There are many types of treatment available for cancer. One of these is targeted therapy, which uses drugs that are designed to specifically target different aspects of cancer cells.
Angiogenesis inhibitors are a type of targeted therapy. They work by limiting the supply of blood that a tumor needs to grow and thrive.
This article reviews how angiogenesis inhibitors work, the kinds of cancers they’re used for, and what types of side effects to look out for. Keep reading to discover more.
Angiogenesis refers to the generation of new blood vessels in your body that support the growth and repair of tissue. It’s a process that’s controlled by chemical signaling between your cells.
Typically, angiogenesis is important at certain points in time. Examples include when you’re still growing or when you’re in the process of healing from an injury or a surgery.
In cancer, solid tumors need a steady supply of blood to continue to grow and spread. In order to achieve this, tumors can send signals that promote the process of angiogenesis. As new blood vessels form around the tumor, they provide it with oxygen and nutrients that allow it to thrive.
Angiogenesis can also contribute to metastasis, when tumor cells break off and spread to more distant parts of your body via the bloodstream.
Angiogenesis inhibitors work by blocking the formation of new blood vessels around your tumor. When this happens, it can prevent your tumor from continuing to grow and thrive.
Typically, angiogenesis is initiated when a chemical signal called vascular endothelial growth factor (VEGF) binds to its receptor on a cell type called an endothelial cell.
Endothelial cells line the walls of your blood vessels. When VEGF binds to its receptor, a chain of signaling happens within the endothelial cell that promotes the formation of new blood vessels.
Angiogenesis inhibitors can interfere with this process in a variety of ways, including:
- blocking the binding of VEGF to its receptor (bevacizumab and ramucirumab)
- inhibiting VEGF’s receptor from signaling into the endothelial cell (axitinib and sorafenib)
- impacting signaling pathways between cells, which can work to block angiogenesis (lenalidomide and thalidomide)
Angiogenesis inhibitors can be used in the treatment of many different types of cancers, including:
- brain cancer
- breast cancer
- cervical cancer
- colorectal cancer
- endometrial cancer
- gastrointestinal cancer
- liver cancer
- lung cancer
- kidney cancer
- multiple myeloma
- ovarian cancer
- pancreatic cancer
- soft tissue carcinoma
- stomach cancer
- thyroid cancer
Whether or not angiogenesis inhibitors are recommended as a part of your cancer treatment will depend on several factors, including:
- the specific type of cancer you have
- the stage of your cancer
- the molecular characteristics of your cancer
- which treatments have been used already, if any
- your age and overall health
- your personal preference
Angiogenesis inhibitors can be used alone or in combination with other cancer drugs. When used as a part of combination therapy, angiogenesis inhibitors are often used with chemotherapy or with other targeted therapy drugs.
Generally speaking, research has found that angiogenesis inhibitors used alone or in combination can help to improve the outlook for people with cancer. But they’re also often associated with an increase in side effects.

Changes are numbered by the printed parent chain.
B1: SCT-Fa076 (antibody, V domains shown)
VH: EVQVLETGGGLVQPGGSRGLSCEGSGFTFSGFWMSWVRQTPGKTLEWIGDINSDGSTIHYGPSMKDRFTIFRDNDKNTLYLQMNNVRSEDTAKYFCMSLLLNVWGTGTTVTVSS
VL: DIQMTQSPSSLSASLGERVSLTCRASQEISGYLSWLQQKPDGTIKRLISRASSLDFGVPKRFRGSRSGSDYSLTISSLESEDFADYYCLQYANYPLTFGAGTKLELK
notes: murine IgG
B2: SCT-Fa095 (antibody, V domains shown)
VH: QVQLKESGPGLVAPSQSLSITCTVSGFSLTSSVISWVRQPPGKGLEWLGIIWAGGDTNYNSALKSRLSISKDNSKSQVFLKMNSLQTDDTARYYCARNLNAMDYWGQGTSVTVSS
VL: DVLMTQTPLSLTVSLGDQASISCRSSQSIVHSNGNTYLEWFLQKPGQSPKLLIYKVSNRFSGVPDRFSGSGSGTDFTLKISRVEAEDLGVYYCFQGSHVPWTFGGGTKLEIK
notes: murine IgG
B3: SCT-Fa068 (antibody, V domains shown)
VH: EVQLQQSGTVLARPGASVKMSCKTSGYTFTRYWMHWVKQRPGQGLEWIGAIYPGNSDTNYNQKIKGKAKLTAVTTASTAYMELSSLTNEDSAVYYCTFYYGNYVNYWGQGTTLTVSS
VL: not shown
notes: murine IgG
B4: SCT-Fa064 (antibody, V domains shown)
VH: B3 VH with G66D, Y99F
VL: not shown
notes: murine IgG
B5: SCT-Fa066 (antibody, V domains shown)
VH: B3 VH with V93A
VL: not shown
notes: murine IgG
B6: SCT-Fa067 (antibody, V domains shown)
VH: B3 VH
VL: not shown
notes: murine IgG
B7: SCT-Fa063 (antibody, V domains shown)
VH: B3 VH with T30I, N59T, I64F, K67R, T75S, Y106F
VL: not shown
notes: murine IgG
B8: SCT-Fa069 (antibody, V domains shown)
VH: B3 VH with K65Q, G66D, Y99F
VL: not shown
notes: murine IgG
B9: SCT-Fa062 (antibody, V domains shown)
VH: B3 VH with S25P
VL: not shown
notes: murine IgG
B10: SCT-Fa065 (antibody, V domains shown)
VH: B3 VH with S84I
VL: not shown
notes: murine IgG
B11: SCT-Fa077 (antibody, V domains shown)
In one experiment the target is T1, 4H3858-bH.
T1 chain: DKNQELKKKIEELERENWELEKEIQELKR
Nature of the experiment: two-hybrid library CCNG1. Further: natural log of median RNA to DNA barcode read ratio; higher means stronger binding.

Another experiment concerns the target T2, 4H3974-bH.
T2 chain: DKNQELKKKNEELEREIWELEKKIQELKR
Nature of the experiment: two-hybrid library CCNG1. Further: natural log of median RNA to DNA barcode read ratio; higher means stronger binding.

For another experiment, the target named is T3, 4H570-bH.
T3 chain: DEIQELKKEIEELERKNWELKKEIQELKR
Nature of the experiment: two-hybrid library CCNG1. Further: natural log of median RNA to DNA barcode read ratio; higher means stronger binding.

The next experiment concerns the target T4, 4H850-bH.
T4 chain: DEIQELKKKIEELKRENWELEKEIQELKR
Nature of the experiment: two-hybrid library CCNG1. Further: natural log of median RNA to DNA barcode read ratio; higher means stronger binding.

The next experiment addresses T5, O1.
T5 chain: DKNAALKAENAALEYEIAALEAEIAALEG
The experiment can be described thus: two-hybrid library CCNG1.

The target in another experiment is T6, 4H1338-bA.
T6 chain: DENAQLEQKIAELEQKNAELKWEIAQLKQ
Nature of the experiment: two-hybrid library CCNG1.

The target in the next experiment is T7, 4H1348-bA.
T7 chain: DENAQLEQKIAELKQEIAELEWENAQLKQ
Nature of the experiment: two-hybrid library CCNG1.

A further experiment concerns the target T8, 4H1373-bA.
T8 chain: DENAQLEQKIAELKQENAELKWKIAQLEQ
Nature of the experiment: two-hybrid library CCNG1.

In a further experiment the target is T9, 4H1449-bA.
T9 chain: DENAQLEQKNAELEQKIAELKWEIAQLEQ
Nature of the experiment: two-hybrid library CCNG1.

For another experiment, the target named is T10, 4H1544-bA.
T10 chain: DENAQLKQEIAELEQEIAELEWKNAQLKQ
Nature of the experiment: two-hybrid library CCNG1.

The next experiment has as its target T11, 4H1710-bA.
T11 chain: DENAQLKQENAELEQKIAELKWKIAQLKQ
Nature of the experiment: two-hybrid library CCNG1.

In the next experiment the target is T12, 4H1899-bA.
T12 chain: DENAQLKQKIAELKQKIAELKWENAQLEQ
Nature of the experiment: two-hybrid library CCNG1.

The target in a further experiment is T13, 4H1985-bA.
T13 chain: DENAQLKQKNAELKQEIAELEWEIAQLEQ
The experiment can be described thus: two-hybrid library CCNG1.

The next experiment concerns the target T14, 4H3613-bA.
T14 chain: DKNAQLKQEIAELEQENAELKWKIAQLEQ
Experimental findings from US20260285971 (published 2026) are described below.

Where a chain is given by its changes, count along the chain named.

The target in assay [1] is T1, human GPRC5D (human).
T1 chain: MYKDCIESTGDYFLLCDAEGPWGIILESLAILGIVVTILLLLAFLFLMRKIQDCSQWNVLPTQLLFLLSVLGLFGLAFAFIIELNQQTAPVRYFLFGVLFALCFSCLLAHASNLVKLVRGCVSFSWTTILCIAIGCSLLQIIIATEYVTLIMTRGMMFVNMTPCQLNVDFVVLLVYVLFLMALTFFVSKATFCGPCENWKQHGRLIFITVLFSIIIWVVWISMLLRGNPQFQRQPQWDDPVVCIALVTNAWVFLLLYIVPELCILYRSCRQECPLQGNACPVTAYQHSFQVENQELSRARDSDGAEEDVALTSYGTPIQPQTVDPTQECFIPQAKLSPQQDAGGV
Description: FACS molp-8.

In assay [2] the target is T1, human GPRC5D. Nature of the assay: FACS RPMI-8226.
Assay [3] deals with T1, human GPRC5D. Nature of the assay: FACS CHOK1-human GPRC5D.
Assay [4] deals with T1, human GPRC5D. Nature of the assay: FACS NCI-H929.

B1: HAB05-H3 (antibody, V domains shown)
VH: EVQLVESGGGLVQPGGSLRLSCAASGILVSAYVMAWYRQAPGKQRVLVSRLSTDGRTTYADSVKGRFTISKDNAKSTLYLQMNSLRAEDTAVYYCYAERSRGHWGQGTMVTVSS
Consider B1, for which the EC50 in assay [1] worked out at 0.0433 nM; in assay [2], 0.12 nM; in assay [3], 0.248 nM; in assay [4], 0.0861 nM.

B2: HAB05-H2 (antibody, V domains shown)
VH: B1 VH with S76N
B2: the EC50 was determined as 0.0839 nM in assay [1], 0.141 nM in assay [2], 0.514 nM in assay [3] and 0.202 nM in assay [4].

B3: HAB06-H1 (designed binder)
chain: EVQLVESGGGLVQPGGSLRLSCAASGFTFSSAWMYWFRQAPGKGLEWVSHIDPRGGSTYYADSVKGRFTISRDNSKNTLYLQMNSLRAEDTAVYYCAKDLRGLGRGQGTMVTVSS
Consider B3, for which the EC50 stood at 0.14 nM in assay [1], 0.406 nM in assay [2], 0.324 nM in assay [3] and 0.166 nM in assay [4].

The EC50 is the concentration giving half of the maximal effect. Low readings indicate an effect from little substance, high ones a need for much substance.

A look at the research
But compared with the placebo, angiogenesis inhibitors were also associated with a significantly increased risk of study participants discontinuing treatment as well as experiencing severe side effects.
The researchers also found that angiogenesis inhibitors were associated with a higher number of side effects, some of which could be severe. But they also noted that many of these were both predictable and manageable.
Combination therapy, particularly when tailored to an individual’s specific cancer, can also lead to improved outcomes. A 2021 study of 60 people with solid tumors found that, compared with when angiogenesis inhibitors were used alone, combination therapy with other cancer drugs led to improved outcomes.
As with any drug, angiogenesis inhibitors have some side effects. While the exact side effects that you may experience can vary based on the specific drug, some of the common ones include:
- high blood pressure
- body aches and pains
- nausea or vomiting
- lowered appetite
- abdominal pain
- weight loss
- changes to your skin and hair color
- dry skin
Other potential side effects that may happen are:
- slow wound healing
- bleeding events
- blood clots
- increased protein in your urine
- thyroid problems
- hand-foot syndrome
- reversible posterior leukoencephalopathy syndrome, a type of brain condition
Before you start taking an angiogenesis inhibitor, you’ll want to go over the potential side effects with a doctor or oncology care team. While you’re on treatment, never hesitate to let them know if you begin to have concerning side effects.
There are several angiogenesis inhibitors that have been approved by the Food and Drug Administration (FDA) to treat cancer.
The table below lists these drugs alphabetically as well as the types of cancers that they’re used for.
|Alymsys, Avastin, Mvasi, Zirabev
|lymphoma multiple myeloma
soft tissue carcinoma
Angiogenesis inhibitors are a type of targeted therapy for cancer. They work by blocking the formation of new blood vessels that can provide your tumor with vital oxygen and nutrients.
Angiogenesis inhibitors can be used in the treatment of many different types of cancer, including but not limited to, colorectal, kidney, and thyroid cancers. They may be given alone or as a part of combination therapy.
Angiogenesis inhibitors are associated with several side effects, some of which can be severe. Before starting on angiogenesis inhibitors, your care team will let you know about any specific side effects that you may experience.